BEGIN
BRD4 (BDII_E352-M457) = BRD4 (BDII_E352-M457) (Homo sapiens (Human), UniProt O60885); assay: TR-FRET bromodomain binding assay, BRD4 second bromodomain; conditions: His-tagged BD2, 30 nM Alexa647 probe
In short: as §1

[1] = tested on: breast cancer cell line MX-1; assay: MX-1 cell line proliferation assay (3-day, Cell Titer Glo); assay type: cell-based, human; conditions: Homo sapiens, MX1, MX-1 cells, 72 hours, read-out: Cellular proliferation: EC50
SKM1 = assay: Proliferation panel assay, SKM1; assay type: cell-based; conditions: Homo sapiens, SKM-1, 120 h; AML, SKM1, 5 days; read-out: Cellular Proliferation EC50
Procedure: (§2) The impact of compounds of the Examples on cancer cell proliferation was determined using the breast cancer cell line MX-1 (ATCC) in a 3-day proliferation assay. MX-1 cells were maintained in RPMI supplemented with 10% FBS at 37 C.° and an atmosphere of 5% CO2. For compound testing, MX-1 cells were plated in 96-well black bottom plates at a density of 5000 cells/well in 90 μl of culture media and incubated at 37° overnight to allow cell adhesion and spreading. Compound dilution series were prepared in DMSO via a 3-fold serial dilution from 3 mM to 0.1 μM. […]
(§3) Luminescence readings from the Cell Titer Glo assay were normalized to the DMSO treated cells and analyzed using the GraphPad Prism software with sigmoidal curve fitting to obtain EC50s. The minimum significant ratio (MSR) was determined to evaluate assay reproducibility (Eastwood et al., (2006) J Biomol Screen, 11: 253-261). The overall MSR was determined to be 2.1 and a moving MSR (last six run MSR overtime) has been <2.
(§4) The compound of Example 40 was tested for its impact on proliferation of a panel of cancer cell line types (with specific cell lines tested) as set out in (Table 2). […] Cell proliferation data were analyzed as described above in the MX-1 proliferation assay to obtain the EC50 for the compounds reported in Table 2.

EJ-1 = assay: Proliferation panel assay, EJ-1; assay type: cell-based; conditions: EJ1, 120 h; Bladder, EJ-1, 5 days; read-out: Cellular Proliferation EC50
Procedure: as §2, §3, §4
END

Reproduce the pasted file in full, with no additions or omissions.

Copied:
BRD4 (BDII_E352-M457) = BRD4 (BDII_E352-M457) (Homo sapiens (Human), UniProt O60885); assay: TR-FRET bromodomain binding assay, BRD4 second bromodomain; conditions: His-tagged BD2, 30 nM Alexa647 probe
In short: as §1

[1] = tested on: breast cancer cell line MX-1; assay: MX-1 cell line proliferation assay (3-day, Cell Titer Glo); assay type: cell-based, human; conditions: Homo sapiens, MX1, MX-1 cells, 72 hours, read-out: Cellular proliferation: EC50
SKM1 = assay: Proliferation panel assay, SKM1; assay type: cell-based; conditions: Homo sapiens, SKM-1, 120 h; AML, SKM1, 5 days; read-out: Cellular Proliferation EC50
Procedure: (§2) The impact of compounds of the Examples on cancer cell proliferation was determined using the breast cancer cell line MX-1 (ATCC) in a 3-day proliferation assay. MX-1 cells were maintained in RPMI supplemented with 10% FBS at 37 C.° and an atmosphere of 5% CO2. For compound testing, MX-1 cells were plated in 96-well black bottom plates at a density of 5000 cells/well in 90 μl of culture media and incubated at 37° overnight to allow cell adhesion and spreading. Compound dilution series were prepared in DMSO via a 3-fold serial dilution from 3 mM to 0.1 μM. […]
(§3) Luminescence readings from the Cell Titer Glo assay were normalized to the DMSO treated cells and analyzed using the GraphPad Prism software with sigmoidal curve fitting to obtain EC50s. The minimum significant ratio (MSR) was determined to evaluate assay reproducibility (Eastwood et al., (2006) J Biomol Screen, 11: 253-261). The overall MSR was determined to be 2.1 and a moving MSR (last six run MSR overtime) has been <2.
(§4) The compound of Example 40 was tested for its impact on proliferation of a panel of cancer cell line types (with specific cell lines tested) as set out in (Table 2). […] Cell proliferation data were analyzed as described above in the MX-1 proliferation assay to obtain the EC50 for the compounds reported in Table 2.

EJ-1 = assay: Proliferation panel assay, EJ-1; assay type: cell-based; conditions: EJ1, 120 h; Bladder, EJ-1, 5 days; read-out: Cellular Proliferation EC50
Procedure: as §2, §3, §4